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Care of the Intubated Patient (Pediatric & Neonatal) (7.11-P)

Care of the Intubated Patient (Pediatric & Neonatal) (7.11-P) - Policies, Clinical, UWHC Clinical, Department Specific, Nursing Patient Care, Pulmonary

7.11-P

NURSING PATIENT CARE POLICY & PROCEDURE





Effective Date:
September 30,
2016

Administrative Manual
Nursing Manual (Red)
Other _______________

Policy #: 7.11P

Original
Revision

Page
1
of 6

Title: Care of the Intubated Patient (Pediatric
& Neonatal)

I. PURPOSE

To establish the nursing practice standard for the care of the intubated patient to
support and maintain an airway for ventilation for patients with respiratory
compromise and minimize complications.

II. POLICY

A. The Registered Nurse (RN) will ensure the endotracheal tube (ETT) is secure and
is maintained in proper position.
B. The RN will take actions to avoid an unplanned extubation (UE)
C. The RN will ensure adequate patency of the ETT.
D. The RN will adhere to the ventilator associated pneumonia (VAP) prevention
Bundle.
E. The RN will continually monitor, assess and evaluate adequacy of ventilation.

NOTE: For adult information, refer to UWHC Nursing Patient Care Policy 7.11A, Care of
the Intubated Patient (Adult).

III. GENERAL PROCEDURE

A. The nurse in collaboration with the respiratory therapist (RT) will perform
interventions to ensure safety for the intubated patient.
1. The ventilator setting will be checked and documented on the RT
Ventilator Flowsheet in the patient’s clinical record by the RT . The RN
will review ventilator settings at least one time per shift.
2. Ventilator settings will only be adjusted by RT
3. A call light and/or communication tool will be readily available for all
patients capable of using them.
4. An oxygen flow meter, appropriate size mask and resuscitation bag will be
ready at the bedside of all intubated patients. This equipment should be
checked by RT and the nurse at the beginning of each shift.
B. The nurse will ensure the ET tube is secure and in proper position
1. Upon initial intubation, correct placement of the ETT should be confirmed
by auscultation of bilateral breath sounds, assessment of oxygenation, as
well as assessment of color change on an end tidal carbon dioxide
detector.
a. Confirmation of correct tube position should be verified by chest
x-ray. Once correct tube position is confirmed, the cm marking at



Page 2 of 6

the gum or teeth should be documented in the electronic health
record.
i. If cm markings are not visible, measure centimeters from
tooth/gum to the end of the ETT, not including the
connection piece or adapter.
b. The ETT should be secured with an approved commercial tube
holder or by a standard taping process. (see related documents)
c. If there are any changes from the recorded position, this indicates
that the tube is inadequately secured and should be re-secured.
d. If at any time the commercial securement device becomes loose, or
the tape securement is loose, the ETT needs to be resecured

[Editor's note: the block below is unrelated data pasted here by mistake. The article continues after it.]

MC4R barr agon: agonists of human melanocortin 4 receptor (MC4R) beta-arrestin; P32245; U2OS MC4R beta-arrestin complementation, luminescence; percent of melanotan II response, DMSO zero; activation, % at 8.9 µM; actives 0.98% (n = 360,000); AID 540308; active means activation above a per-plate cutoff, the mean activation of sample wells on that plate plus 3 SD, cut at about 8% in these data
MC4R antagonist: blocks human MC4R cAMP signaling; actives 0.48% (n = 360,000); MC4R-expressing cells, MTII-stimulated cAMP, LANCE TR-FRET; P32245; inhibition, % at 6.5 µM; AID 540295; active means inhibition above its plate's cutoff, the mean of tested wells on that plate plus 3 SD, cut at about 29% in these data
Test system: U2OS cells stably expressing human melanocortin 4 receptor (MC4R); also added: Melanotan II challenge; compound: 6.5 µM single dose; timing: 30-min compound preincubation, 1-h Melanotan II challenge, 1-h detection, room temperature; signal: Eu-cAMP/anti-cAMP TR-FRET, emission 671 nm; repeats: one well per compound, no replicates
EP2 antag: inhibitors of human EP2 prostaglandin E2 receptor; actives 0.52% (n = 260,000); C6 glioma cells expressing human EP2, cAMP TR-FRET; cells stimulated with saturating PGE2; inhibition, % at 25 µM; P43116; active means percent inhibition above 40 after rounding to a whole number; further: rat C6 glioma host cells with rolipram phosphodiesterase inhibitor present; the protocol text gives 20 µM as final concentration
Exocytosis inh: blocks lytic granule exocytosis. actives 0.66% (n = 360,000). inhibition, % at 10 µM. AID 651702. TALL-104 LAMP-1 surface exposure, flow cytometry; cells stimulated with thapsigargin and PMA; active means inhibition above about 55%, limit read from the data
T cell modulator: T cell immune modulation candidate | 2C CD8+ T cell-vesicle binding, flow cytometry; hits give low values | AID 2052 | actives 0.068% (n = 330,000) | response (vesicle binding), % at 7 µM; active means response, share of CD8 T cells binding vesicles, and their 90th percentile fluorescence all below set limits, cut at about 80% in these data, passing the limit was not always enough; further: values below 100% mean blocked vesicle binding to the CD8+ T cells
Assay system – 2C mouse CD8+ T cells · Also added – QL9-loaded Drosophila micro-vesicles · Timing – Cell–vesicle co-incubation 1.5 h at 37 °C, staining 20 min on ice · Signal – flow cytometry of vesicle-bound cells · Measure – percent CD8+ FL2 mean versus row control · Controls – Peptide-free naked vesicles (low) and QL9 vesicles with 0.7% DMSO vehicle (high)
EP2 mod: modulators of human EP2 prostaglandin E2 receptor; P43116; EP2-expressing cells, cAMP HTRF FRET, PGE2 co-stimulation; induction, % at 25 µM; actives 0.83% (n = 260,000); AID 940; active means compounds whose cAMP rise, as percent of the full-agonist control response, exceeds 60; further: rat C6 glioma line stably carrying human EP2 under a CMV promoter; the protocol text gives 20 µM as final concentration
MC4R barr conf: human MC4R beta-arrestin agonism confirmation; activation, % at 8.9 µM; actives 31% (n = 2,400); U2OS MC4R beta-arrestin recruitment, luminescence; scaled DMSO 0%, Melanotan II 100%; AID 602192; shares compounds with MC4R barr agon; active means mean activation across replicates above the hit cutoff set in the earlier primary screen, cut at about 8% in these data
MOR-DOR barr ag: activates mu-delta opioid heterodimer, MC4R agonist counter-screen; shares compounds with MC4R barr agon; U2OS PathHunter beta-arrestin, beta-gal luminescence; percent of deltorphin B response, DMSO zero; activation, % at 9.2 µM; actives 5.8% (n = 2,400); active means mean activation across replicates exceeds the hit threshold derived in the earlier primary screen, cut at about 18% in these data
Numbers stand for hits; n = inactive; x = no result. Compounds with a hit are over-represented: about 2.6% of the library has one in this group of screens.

immediately. The commercial securement device needs to be
changed every 7 days or sooner if no longer secure.
2. Assess position and security of tube and skin condition at points of
contact, at least every 4 hours or more frequently if redness or
breakdown is noted.
a. Assessment includes the following:
i. Centimeter marking at the nare, teeth or gum.
ii. The orientation of the tube which is described as center, left
or right.
iii. Condition of the site assessing for areas of skin breakdown.
b. The security of the ETT can be threatened if adhesion is lost
between tape and tube or tube holder and skin, or in agitated
patients.
c. Additional indications for re-securing the ETT are skin or mucus
membrane breakdown, soiled tape moist with mucus secretions or
perspiration.
d. Oral tubes should be secured so that lateral pull from ventilator
tubing does not lead to pressure injury of the lips at the corners of
the mouth.
i. Reposition oral tubes to the opposite side of midline every
time the ETT is resecured. .
ii. Repositioning the ETT will help prevent lip and mucosal
pressure lesions.
3. Securing or re-securing of the ETT tube (see related documents)
a. A minimum of two trained staff must be present for all ETT
securements and re-securements.
b. Re-securement should be done following a standard process for the
commercial tube holder or tape (see related documents)
c. : When securing or re-securing the ETT, be careful to avoid cutting
the pilot balloon which will deflate the ETT cuff. If this happens,
assess the patient’s tolerance and seek medical or anesthesia
assistance.
d. A physician or other person skilled in intubation should be
available for any significant repositioning.





Page 3 of 6

C. Endotracheal Tube Patency (Individualized frequency of suctioning is based on
patient’s clinical condition not on a routine)
1. Open suctioning for ventilated neonatal and pediatric patients
a. Equipment
i. Bedside Suction Information Sheet is provided by RT (see
related document))
ii. Personal protective equipment (PPE) (i.e., sterile gloves,
eye protection and mask)
iii. Appropriately sized sterile disposable suction catheter kit
iv. Wall suction gauge and canister system or portable suction
unit with appropriate settings
• Infants: 60-100 mmHg
• Children: 80-100 mmHg
• Adolescents: 80-120 mmHg

v. Resuscitation bag
vi. Sterile water or saline solution for catheter clearance
b. Procedure
i. Perform hand hygiene according to UWHC Hospital
Administrative Policy 13.08, Hand Hygiene.
ii. Prior to ETT suctioning, suction the oral pharynx.
iii. Validate that suction is ON
iv. Preoxygenation (Patients receiving mechanical ventilation
may need increased levels of oxygen prior to and during the
suctioning procedure.)